On the CDC’s website is an article entitled “Considerations for Wearing Masks,” where they list the following bullet points:
- CDC recommends that people wear masks in public settings and when around people who don’t live in your household, especially when other social distancing measures are difficult to maintain.
- Masks may help prevent people who have COVID-19 from spreading the virus to others.
- Masks are most likely to reduce the spread of COVID-19 when they are widely used by people in public settings.
- Masks should NOT be worn by children under the age of 2 or anyone who has trouble breathing, is unconscious, incapacitated, or otherwise unable to remove the mask without assistance.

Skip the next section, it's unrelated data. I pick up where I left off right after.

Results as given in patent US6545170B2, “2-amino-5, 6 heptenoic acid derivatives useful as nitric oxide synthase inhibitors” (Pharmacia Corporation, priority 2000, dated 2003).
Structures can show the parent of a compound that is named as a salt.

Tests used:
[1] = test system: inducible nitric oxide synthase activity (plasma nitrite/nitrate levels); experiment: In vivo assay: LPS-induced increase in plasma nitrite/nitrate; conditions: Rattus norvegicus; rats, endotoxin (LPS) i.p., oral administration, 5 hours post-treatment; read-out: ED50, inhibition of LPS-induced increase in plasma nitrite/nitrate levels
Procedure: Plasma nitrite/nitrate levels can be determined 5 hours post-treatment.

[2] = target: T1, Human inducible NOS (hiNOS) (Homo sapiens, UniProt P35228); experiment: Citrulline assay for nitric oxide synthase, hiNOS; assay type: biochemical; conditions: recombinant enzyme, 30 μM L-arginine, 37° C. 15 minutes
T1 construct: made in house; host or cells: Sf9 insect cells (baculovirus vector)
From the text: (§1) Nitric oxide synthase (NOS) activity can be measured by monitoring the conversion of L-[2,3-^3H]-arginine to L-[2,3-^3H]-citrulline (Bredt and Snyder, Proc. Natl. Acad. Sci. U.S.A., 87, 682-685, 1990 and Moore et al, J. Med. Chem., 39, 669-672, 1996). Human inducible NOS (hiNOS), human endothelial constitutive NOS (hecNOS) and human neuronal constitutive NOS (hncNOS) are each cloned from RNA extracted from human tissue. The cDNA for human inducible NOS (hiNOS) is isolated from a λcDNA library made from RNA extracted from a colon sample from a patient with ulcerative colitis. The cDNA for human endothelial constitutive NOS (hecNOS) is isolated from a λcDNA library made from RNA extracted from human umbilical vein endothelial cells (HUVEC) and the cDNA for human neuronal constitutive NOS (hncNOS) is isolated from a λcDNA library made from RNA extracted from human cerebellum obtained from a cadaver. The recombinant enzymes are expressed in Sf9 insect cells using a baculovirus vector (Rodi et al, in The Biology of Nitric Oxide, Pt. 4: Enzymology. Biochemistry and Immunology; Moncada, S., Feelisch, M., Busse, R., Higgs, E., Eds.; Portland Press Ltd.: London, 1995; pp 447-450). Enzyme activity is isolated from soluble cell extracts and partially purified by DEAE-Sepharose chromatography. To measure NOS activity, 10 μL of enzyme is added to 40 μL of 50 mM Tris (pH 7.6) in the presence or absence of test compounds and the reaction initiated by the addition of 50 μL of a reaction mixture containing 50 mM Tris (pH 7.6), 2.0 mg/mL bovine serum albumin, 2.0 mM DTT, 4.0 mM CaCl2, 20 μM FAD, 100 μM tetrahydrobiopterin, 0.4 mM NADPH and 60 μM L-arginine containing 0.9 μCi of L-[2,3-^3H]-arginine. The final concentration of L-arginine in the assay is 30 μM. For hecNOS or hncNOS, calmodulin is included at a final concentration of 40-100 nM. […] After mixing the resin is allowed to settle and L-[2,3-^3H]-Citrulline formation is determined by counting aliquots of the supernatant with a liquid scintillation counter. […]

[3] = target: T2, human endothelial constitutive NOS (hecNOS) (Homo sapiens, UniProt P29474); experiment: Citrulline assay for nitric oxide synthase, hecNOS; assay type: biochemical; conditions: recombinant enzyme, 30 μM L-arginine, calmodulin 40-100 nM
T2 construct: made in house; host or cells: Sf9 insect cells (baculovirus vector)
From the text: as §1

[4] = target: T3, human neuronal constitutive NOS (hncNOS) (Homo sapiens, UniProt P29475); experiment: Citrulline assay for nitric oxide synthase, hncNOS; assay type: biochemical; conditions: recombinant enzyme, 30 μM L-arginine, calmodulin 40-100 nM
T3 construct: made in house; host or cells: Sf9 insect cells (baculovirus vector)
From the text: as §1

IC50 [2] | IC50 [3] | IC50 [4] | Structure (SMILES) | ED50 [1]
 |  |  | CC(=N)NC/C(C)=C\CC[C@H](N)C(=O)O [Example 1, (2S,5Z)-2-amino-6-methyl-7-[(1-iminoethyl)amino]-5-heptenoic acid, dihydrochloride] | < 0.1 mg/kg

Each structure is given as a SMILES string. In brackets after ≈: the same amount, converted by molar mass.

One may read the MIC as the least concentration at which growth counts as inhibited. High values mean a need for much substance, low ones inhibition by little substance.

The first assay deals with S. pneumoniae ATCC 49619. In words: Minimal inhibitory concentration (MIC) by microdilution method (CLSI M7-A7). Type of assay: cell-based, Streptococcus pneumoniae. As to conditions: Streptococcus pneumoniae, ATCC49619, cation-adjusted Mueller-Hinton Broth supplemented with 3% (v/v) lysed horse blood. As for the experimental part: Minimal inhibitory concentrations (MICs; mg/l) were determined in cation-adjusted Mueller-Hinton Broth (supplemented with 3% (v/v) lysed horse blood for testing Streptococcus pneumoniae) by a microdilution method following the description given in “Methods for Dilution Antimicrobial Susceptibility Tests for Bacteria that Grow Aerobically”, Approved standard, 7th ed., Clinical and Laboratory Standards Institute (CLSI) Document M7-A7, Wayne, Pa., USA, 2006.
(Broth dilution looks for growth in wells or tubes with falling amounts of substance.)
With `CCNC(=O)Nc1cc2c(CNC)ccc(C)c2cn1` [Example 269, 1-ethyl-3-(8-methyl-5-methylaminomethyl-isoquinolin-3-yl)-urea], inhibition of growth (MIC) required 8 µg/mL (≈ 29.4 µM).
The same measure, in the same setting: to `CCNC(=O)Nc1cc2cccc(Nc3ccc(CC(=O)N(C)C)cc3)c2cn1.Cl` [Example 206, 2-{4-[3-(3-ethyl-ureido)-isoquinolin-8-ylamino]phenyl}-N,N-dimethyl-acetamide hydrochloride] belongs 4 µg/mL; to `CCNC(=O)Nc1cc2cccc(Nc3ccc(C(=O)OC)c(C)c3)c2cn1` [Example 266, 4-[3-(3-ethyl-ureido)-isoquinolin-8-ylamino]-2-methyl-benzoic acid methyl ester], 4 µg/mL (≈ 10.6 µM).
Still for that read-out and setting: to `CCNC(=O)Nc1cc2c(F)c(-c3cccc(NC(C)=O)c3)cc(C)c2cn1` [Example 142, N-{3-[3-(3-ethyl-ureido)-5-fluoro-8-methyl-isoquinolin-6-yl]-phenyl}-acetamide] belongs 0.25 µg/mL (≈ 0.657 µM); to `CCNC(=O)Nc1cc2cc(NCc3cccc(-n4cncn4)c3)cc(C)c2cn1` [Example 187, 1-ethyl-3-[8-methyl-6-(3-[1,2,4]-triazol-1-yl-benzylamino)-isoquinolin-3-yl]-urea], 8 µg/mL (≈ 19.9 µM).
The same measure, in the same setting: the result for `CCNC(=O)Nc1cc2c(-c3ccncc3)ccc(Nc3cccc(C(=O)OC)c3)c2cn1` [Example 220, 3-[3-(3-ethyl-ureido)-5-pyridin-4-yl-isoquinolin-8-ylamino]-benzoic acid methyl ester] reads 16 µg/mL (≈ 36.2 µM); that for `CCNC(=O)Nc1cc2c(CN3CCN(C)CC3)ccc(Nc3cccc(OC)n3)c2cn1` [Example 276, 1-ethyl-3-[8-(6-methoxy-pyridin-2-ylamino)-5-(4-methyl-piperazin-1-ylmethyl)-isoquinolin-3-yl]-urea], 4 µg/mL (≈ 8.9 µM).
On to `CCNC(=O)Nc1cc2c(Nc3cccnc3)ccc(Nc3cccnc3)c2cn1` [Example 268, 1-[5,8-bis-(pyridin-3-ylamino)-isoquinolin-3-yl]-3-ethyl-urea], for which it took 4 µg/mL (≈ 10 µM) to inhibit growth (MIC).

- Masks with exhalation valves or vents should NOT be worn to help prevent the person wearing the mask from spreading COVID-19 to others (source control).
What Type of Masks Are Best?
While there are a few different types of masks — including N95 respirators and surgical masks, both of which are effective — the CDC has advised the general public to wear cloth masks.
In fact, on May 26, the National Library of Medicine published a study entitled “Aerosol Filtration Efficiency of Common Fabrics Used in Respiratory Cloth Masks” in which they found that “combinations of various commonly available fabrics used in cloth masks can potentially provide significant protection against the transmission of aerosol particles.”
Are Masks Effective at Stopping the Spread of COVID-19?
We cannot stress this enough: YES! Masks are an incredibly powerful and cost-effective way to stop the spread of germs, even among people who are pre-symptomatic and asymptomatic.
So next time you’re out in public and you feel inconvenienced or a little annoyed by your mask, you can find peace in knowing that you’re doing your part to put an end to this pandemic.